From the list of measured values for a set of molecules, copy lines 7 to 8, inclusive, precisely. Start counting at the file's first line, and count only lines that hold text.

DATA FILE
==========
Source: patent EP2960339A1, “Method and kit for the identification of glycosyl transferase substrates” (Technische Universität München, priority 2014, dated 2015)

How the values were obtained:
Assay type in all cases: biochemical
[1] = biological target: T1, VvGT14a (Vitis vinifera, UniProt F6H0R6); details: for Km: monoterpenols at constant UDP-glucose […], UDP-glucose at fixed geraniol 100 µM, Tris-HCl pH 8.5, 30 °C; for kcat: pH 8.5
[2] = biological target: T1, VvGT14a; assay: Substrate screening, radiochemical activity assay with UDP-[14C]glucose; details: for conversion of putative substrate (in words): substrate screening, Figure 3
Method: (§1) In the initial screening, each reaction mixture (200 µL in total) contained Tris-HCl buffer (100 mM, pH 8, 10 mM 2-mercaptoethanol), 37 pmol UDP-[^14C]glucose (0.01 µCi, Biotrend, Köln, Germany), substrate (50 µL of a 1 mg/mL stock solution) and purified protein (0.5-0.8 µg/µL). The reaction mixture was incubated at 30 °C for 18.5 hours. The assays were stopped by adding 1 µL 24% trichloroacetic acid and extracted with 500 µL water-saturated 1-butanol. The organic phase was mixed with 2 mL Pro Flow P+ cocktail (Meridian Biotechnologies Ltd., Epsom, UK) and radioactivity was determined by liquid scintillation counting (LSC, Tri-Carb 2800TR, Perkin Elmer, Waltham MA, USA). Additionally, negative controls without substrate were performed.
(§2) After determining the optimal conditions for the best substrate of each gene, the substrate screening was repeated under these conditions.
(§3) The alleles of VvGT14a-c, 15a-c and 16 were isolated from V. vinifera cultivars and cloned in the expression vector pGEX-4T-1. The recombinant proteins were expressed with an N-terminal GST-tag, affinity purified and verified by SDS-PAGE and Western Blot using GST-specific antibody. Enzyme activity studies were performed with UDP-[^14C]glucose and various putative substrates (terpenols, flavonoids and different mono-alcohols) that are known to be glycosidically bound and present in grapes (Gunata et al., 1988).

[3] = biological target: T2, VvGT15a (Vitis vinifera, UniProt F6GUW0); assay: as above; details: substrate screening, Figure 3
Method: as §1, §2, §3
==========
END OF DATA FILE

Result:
(§2) After determining the optimal conditions for the best substrate of each gene, the substrate screening was repeated under these conditions.
(§3) The alleles of VvGT14a-c, 15a-c and 16 were isolated from V. vinifera cultivars and cloned in the expression vector pGEX-4T-1. The recombinant proteins were expressed with an N-terminal GST-tag, affinity purified and verified by SDS-PAGE and Western Blot using GST-specific antibody. Enzyme activity studies were performed with UDP-[^14C]glucose and various putative substrates (terpenols, flavonoids and different mono-alcohols) that are known to be glycosidically bound and present in grapes (Gunata et al., 1988).